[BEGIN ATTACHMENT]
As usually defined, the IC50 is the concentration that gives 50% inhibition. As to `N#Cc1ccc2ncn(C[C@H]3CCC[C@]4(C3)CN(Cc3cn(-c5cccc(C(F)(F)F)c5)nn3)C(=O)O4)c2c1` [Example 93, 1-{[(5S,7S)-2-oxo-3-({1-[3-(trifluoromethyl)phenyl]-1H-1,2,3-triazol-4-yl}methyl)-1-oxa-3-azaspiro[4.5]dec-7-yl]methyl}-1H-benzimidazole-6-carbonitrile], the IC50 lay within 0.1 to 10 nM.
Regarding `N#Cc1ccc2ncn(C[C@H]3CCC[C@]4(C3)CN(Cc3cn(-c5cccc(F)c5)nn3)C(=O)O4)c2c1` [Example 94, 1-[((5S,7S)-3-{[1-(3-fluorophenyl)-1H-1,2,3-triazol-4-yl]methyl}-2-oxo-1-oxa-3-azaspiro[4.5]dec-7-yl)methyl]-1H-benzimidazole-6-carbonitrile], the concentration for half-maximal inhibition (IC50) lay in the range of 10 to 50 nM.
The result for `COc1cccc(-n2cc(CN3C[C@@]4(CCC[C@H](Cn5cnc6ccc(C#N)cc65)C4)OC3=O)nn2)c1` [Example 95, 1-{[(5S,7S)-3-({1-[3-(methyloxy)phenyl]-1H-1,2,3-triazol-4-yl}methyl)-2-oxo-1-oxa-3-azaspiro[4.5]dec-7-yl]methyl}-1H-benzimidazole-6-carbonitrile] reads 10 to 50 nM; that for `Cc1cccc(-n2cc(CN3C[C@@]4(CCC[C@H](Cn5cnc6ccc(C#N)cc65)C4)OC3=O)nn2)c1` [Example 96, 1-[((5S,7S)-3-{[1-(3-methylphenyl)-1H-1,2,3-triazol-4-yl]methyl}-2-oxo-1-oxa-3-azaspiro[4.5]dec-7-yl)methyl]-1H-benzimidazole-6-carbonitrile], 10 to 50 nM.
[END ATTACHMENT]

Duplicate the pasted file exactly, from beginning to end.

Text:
As usually defined, the IC50 is the concentration that gives 50% inhibition. As to `N#Cc1ccc2ncn(C[C@H]3CCC[C@]4(C3)CN(Cc3cn(-c5cccc(C(F)(F)F)c5)nn3)C(=O)O4)c2c1` [Example 93, 1-{[(5S,7S)-2-oxo-3-({1-[3-(trifluoromethyl)phenyl]-1H-1,2,3-triazol-4-yl}methyl)-1-oxa-3-azaspiro[4.5]dec-7-yl]methyl}-1H-benzimidazole-6-carbonitrile], the IC50 lay within 0.1 to 10 nM.
Regarding `N#Cc1ccc2ncn(C[C@H]3CCC[C@]4(C3)CN(Cc3cn(-c5cccc(F)c5)nn3)C(=O)O4)c2c1` [Example 94, 1-[((5S,7S)-3-{[1-(3-fluorophenyl)-1H-1,2,3-triazol-4-yl]methyl}-2-oxo-1-oxa-3-azaspiro[4.5]dec-7-yl)methyl]-1H-benzimidazole-6-carbonitrile], the concentration for half-maximal inhibition (IC50) lay in the range of 10 to 50 nM.
The result for `COc1cccc(-n2cc(CN3C[C@@]4(CCC[C@H](Cn5cnc6ccc(C#N)cc65)C4)OC3=O)nn2)c1` [Example 95, 1-{[(5S,7S)-3-({1-[3-(methyloxy)phenyl]-1H-1,2,3-triazol-4-yl}methyl)-2-oxo-1-oxa-3-azaspiro[4.5]dec-7-yl]methyl}-1H-benzimidazole-6-carbonitrile] reads 10 to 50 nM; that for `Cc1cccc(-n2cc(CN3C[C@@]4(CCC[C@H](Cn5cnc6ccc(C#N)cc65)C4)OC3=O)nn2)c1` [Example 96, 1-[((5S,7S)-3-{[1-(3-methylphenyl)-1H-1,2,3-triazol-4-yl]methyl}-2-oxo-1-oxa-3-azaspiro[4.5]dec-7-yl)methyl]-1H-benzimidazole-6-carbonitrile], 10 to 50 nM.